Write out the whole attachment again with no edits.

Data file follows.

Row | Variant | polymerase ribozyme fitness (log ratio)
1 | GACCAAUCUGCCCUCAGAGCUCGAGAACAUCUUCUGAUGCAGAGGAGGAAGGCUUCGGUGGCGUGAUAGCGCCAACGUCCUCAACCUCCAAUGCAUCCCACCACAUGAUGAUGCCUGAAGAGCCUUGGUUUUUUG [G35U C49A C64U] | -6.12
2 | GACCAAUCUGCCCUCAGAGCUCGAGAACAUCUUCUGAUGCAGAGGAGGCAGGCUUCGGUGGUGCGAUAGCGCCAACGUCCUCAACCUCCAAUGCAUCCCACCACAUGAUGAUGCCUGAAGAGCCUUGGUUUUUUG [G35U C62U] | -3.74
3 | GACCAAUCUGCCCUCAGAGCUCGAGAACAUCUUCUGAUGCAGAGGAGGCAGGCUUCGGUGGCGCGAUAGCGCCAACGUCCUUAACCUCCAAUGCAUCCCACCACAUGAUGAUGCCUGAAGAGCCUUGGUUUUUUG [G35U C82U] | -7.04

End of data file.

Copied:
Row | Variant | polymerase ribozyme fitness (log ratio)
1 | GACCAAUCUGCCCUCAGAGCUCGAGAACAUCUUCUGAUGCAGAGGAGGAAGGCUUCGGUGGCGUGAUAGCGCCAACGUCCUCAACCUCCAAUGCAUCCCACCACAUGAUGAUGCCUGAAGAGCCUUGGUUUUUUG [G35U C49A C64U] | -6.12
2 | GACCAAUCUGCCCUCAGAGCUCGAGAACAUCUUCUGAUGCAGAGGAGGCAGGCUUCGGUGGUGCGAUAGCGCCAACGUCCUCAACCUCCAAUGCAUCCCACCACAUGAUGAUGCCUGAAGAGCCUUGGUUUUUUG [G35U C62U] | -3.74
3 | GACCAAUCUGCCCUCAGAGCUCGAGAACAUCUUCUGAUGCAGAGGAGGCAGGCUUCGGUGGCGCGAUAGCGCCAACGUCCUUAACCUCCAAUGCAUCCCACCACAUGAUGAUGCCUGAAGAGCCUUGGUUUUUUG [G35U C82U] | -7.04